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A Most Violent Year

J. C. Chandor is a little too brave for his own good…not that I’m complaining. In just three films as a director (“Margin Call” and “All Is Lost” before this), he has cemented himself as one of my favorite filmmakers–in fact, most of the top critics seem to be on board concerning his newest feature. Only big box office has eluded him so far, and I expect that trend to continue with the remarkably assured, yet non-flamboyant, “A Most Violent Year”. It’s reminding many of the classic 1970’s work of helmers like Sidney Lumet and Martin Scorsese–a style that the average, movie-going public has little patience for these days, unfortunately. Chandor’s latest is a classic slow burn, with marvelous performances, and rich payoffs. But mainstream it ain’t. Too bad, because a lot of folks are going to miss one of 2014’s finest performances from Oscar Isaac. Come to think of it, too many people bypassed his exceptional work last year, in the title role of the Coens’ “Inside Llewyn Davis”. He’s tremendous in both, and his range is remarkable.

It’s 1981, in a crime-ravaged New York City, and businessman Abel Morales (Mr. Isaac) is trying to close a deal on some waterfront property for his gas company. Almost immediately, despite Abel’s best intentions, ethical compromises arise via shady deals and numbers manipulation, as Morales tries to garner a huge sum of money in 30 days to complete this transaction. Further complicating matters, is the brutal hijacking of his gas trucks on city highways–most likely inflicted by rival companies. This leads to his drivers carrying guns for protection, opening up the possibility of a “wild west” scenario. There’s also the thwarted invasion of his lavish home, while his wife and children sleep. Meanwhile, a city attorney (a very good David Oyelowo) wants to investigate Abel’s financial books. And all this while Morales constantly speaks of his desire to stay honest, despite his tough-minded wife (an excellent, if under utilized, Jessica Chastain) being the daughter of a notorious gangster, and some obvious deceiving of the authorities, during a child’s birthday party.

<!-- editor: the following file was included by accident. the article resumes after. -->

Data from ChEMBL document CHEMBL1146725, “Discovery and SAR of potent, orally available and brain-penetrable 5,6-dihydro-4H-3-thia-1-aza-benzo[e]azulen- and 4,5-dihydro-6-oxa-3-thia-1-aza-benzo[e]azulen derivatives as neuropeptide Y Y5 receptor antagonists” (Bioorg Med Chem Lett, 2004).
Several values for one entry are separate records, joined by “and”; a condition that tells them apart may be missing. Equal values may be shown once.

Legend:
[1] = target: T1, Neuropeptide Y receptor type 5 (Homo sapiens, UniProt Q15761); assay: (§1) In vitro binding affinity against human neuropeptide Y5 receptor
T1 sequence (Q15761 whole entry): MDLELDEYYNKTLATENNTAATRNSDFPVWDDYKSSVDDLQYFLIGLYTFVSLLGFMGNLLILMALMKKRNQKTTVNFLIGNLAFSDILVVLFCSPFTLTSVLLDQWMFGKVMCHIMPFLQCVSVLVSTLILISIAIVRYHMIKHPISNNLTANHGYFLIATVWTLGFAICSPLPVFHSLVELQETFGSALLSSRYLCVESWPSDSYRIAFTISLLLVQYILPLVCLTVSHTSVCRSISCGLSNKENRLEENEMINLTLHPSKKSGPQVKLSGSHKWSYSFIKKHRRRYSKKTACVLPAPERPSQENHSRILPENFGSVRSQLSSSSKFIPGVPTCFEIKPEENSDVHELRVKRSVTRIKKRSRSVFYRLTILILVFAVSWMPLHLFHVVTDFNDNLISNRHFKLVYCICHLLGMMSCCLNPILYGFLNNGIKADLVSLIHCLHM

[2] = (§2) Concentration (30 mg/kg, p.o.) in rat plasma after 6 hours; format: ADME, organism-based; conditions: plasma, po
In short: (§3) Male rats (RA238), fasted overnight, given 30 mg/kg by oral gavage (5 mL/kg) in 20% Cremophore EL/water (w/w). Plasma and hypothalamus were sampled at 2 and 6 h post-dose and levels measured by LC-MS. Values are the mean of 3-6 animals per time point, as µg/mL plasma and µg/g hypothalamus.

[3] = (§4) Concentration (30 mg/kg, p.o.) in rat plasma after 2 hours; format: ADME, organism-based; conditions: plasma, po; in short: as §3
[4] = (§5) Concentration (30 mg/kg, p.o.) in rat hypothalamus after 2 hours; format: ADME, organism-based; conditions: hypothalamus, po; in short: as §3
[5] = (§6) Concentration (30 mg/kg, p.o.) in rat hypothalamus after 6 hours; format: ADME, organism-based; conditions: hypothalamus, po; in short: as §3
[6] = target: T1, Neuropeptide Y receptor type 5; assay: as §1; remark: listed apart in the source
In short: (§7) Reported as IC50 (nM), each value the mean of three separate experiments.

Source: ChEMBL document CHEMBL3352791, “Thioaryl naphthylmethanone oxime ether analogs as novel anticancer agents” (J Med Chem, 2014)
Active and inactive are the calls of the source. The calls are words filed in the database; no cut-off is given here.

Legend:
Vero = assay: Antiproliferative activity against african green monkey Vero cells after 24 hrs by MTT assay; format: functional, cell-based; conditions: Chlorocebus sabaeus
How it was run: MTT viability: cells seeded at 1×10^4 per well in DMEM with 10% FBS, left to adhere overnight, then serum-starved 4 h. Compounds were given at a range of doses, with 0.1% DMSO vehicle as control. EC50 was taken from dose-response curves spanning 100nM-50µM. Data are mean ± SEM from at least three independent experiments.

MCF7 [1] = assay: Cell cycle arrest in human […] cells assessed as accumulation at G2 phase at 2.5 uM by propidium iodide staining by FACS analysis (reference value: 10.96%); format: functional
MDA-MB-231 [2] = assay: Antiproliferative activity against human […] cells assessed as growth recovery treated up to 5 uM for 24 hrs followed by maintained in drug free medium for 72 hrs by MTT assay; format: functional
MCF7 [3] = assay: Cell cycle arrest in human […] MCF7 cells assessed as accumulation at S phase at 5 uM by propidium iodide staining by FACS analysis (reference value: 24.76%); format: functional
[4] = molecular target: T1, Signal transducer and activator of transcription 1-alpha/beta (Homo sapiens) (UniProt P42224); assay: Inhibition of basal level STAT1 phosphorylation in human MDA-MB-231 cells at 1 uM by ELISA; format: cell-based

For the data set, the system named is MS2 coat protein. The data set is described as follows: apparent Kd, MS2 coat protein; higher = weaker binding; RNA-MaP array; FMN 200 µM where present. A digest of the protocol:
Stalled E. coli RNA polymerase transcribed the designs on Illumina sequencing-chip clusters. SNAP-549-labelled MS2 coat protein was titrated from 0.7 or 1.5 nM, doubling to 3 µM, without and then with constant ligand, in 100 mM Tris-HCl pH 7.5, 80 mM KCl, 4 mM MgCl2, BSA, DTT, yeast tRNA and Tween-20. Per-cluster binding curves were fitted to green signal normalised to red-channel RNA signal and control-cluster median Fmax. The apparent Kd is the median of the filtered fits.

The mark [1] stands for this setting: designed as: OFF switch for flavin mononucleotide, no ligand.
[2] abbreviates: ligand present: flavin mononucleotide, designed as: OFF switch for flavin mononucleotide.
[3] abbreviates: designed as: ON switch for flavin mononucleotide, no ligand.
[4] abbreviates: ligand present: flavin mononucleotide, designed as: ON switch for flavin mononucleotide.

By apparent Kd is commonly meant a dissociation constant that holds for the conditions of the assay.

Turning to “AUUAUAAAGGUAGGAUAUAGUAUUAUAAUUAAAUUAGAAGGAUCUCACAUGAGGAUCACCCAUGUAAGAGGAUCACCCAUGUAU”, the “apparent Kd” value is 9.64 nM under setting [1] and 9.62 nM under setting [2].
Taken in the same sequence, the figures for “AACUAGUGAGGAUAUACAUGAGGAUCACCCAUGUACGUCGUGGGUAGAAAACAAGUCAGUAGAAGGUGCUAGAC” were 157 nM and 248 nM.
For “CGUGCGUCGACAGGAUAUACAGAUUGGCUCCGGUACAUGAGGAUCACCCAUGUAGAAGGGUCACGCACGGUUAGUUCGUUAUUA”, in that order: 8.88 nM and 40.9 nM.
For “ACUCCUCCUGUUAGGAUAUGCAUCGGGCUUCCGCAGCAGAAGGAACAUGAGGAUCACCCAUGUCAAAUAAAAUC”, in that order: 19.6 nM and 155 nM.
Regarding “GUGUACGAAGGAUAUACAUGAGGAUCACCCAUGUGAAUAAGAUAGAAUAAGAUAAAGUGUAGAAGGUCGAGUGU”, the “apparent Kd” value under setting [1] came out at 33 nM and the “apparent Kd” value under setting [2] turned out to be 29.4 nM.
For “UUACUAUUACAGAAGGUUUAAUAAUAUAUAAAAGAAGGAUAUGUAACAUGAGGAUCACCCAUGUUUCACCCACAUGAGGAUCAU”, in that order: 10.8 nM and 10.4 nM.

The world depicted in “A Most Violent Year” is a gritty and volatile one, with danger and corruption oozing out of almost every scene. As touched on earlier, it recalls movies like Lumet’s “Serpico” and Scorsese’s “Taxi Driver” (or maybe “Mean Streets” is more apt), in its gray-and-black depiction of that era’s Manhattan. Emotionally and thematically, it kept prodding me into seeing at as an homage to “The Godfather Part II”, especially with Isaac’s uncanny resemblance to Al Pacino throughout. I’d like to believe that was intentional, especially considering Abel Morales’ wish to stay “completely legitimate”. I so admire the patience Chandor displays with “A Most Violent Year”, and his screenplay subtly drags every drop of drama out of each confrontation and set piece. This includes something as quiet as Ms. Chastain bargaining with police for a few minutes before they scour her home, as well as something as boisterous as a foot chase through the passageways of the subway system. It’s a richly detailed script. Also, watch for an almost unrecognizable Albert Brooks, as Morales’s attorney. Chandor’s “A Most Violent Year” is, expectedly, one of 2014’s best.

Grade:  A

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